By Cheryl Robinson
Working in a front office of a sports team or league sounds sexy. For many, it’s a dream opportunity. But, unfortunately, behind-the-scenes positions are just as competitive as trying out for a team, especially for women. According to the U.S. Bureau of Labor Statistics, employment of entertainment and sports occupations is projected to grow 7% from 2019 to 2029, faster than the average for all occupations. In addition, looking at a 2020 report by the Women’s Sports Foundation, at the top levels of leadership within professional sports in 2018 and 2019, 149 women served as vice presidents at NBA, 86 at MLB and 81 at NFL.
Since the report, teams and leagues have made improvements, like Michele Meyer-Shipp stepping into the chief people and culture officer role at MLB. Celebrating one year since her inception, she continues to drive change with diversity and inclusion at the forefront.
The League is launching the first Diversity Pipeline Scout Development Program, through which women and people of color who are interested in scouting will learn the basics of the trade and also receive tools to enhance their existing experience. This inaugural Program will take place during the Arizona Fall League beginning next month.
“There are many pieces to it,” Meyer-Shipp explains. “It’s thinking about how you recruit talent, how you develop talent, how you engage that talent, retain it and advance it. So across each of those buckets, there are practices, procedures and learnings for leaders that you need to undertake as you think about how you do this, with the goal of recruiting and sourcing a best-in-class diverse workforce. A lot of organizations think that it merely matters that you recruit a diverse workforce, but what they often miss is that it’s not good enough to just hire and have diverse teams. You have to actually develop those teams, support those teams, mentor those teams, and make sure that everyone is able to thrive in your environment.”
Meyer-Shipp began her career as an employment attorney, where she litigated for 10 years. In this role, she had the opportunity to work with some of her clients in an advisory capacity helping them with policies, training, employee relations and crisis management. Through this experience, she realized that she really didn’t enjoy litigating; instead, she preferred to help organizations navigate people and talent management and issues more proactively.
Working her way across a couple of different industries, she landed positions at the state government level and in corporations. She started laying the diversity and inclusion foundation of her career. Before MLB, she served as chief diversity and inclusion officer at KPMG LLP, a big four accounting firm. She led all firm programs and initiatives relating to workforce, workplace and marketplace diversity and inclusion.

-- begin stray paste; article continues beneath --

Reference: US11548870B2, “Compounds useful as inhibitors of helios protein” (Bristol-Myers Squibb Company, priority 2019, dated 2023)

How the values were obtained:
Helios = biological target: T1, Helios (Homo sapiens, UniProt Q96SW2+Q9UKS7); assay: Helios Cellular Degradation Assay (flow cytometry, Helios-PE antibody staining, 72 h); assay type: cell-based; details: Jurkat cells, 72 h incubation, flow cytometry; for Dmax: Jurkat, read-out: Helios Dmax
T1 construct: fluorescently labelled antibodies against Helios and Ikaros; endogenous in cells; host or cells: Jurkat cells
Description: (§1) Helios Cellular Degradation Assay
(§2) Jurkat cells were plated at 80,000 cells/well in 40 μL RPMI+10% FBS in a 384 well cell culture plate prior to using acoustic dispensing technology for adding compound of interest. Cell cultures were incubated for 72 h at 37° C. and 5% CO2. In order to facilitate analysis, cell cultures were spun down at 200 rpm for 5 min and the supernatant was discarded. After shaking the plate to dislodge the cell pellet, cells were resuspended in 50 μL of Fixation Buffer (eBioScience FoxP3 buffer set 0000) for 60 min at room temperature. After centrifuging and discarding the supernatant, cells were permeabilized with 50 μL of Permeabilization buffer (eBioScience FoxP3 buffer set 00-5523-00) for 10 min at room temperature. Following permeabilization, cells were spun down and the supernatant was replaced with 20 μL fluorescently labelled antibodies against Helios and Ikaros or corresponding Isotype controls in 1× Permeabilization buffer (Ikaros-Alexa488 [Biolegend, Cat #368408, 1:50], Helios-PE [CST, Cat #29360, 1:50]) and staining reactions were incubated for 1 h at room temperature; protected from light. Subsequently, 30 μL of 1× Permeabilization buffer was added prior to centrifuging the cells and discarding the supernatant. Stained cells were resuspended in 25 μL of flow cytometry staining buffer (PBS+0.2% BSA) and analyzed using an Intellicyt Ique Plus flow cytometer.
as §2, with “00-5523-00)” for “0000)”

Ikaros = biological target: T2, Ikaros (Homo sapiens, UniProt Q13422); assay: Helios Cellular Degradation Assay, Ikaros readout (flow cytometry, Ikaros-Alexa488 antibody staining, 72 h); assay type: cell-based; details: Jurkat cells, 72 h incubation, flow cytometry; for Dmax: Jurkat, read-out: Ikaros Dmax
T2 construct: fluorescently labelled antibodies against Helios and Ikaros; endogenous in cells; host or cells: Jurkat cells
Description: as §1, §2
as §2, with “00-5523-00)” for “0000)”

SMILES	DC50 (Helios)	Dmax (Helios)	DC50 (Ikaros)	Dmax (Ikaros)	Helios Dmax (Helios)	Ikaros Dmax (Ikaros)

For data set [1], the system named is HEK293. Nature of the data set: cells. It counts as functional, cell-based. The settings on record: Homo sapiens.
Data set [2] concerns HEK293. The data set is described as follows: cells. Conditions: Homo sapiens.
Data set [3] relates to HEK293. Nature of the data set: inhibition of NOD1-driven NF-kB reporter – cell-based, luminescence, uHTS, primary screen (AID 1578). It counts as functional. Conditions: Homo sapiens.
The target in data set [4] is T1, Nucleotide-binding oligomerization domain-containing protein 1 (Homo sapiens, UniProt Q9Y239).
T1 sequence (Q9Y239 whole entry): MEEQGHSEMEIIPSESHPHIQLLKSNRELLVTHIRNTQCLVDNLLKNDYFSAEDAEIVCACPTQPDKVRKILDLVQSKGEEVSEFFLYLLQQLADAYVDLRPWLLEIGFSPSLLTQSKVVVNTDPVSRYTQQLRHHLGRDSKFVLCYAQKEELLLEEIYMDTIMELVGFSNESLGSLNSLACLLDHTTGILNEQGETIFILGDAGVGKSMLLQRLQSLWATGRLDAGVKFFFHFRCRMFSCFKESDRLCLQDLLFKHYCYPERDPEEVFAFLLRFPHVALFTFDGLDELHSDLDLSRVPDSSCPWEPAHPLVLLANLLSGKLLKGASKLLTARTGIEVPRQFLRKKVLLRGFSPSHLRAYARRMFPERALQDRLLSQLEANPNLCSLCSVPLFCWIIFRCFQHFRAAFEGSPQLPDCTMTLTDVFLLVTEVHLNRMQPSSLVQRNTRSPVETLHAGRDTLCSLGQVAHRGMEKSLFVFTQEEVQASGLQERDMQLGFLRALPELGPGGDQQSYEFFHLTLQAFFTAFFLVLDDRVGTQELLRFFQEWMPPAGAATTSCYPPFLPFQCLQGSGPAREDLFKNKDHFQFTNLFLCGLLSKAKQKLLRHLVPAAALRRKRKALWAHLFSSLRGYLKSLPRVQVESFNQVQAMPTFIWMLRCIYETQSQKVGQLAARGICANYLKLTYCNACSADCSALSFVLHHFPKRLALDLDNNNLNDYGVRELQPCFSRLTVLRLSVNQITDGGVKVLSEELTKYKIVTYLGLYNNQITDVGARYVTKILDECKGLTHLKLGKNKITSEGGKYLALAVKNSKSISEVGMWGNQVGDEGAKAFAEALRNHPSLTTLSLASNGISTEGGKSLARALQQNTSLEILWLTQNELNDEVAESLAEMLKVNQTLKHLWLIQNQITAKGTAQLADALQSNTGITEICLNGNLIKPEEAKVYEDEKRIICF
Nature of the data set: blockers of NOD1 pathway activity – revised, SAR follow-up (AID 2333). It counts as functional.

For the past year, Meyer-Shipp has overseen all of MLB’s human resources activities, including talent processes and programs, workplace culture, and diversity and inclusion. Additionally, she also manages all off-field office operations. Stepping into the role, she knew it would take time to earn trust. So she called her first goal the listening tour, in which she dedicated up to 120 days listening to all of her coworkers, peers and stakeholders’ concerns and vision of the future. She was also able to connect with the owners and HR executives of all 30 clubs.
Meyer-Shipp joined MLB in the depths of the pandemic and the nation’s diversity and inclusion shift with the George Floyd movement. She has formed a community of practice with each team’s human resource director to implement new ways of vetting candidates for roles and implementing mentorship and development opportunities. She’s also working with her team to create a safe space for inclusive leadership learning.
“Leading inclusively is not something that we’re taught in business school or any grad school,” Meyer-Shipp states. “It is a skill we have to teach people and help people understand that if you have a brain, you have a bias; it’s human nature. As leaders who make people decisions every single day, that bias shows up. So my job is to help leaders appreciate how we recognize our own biases. The most common one is affinity bias, so we gravitate towards that with which we’re comfortable. So I’m trying to help people disrupt that, interrupt that, and lead in everything that they do related to their people in a more inclusive way.”
She explains that the first step in disrupting affinity bias is recognizing and acknowledging it’s there and real. Then it’s about being intentional, teaching people tips on how to begin to eliminate it.
“For example,” she comments, “one of the things we’re working on right now is we’re trying to put together some tip sheets for leaders on how to interrupt affinity biases in the recruiting process, or how to interrupt it in a performance management process. … My job is to pull together the resources, the education and awareness and hand it to my leaders so that they can put it into practice.”
As Meyer-Shipp transitioned in her career, she focused on the following essential steps:
- Self-reflect to understand what you want your next move to be. It helps with setting long and short-term goals.
- Investigate and explore multiple options. If you act on the first opportunity, you might be missing out on an even better one.
- Take the time to understand the culture you’re about to work in, ask questions and be observant.
“As we think about how we drive diversity in our central office across the league, we’re also thinking about how we market our sport to multicultural fans,” Meyer-Shipp concludes. “We’re actually thinking about enhancing diversity, not just inside, but outside. It’s all actually really connected.”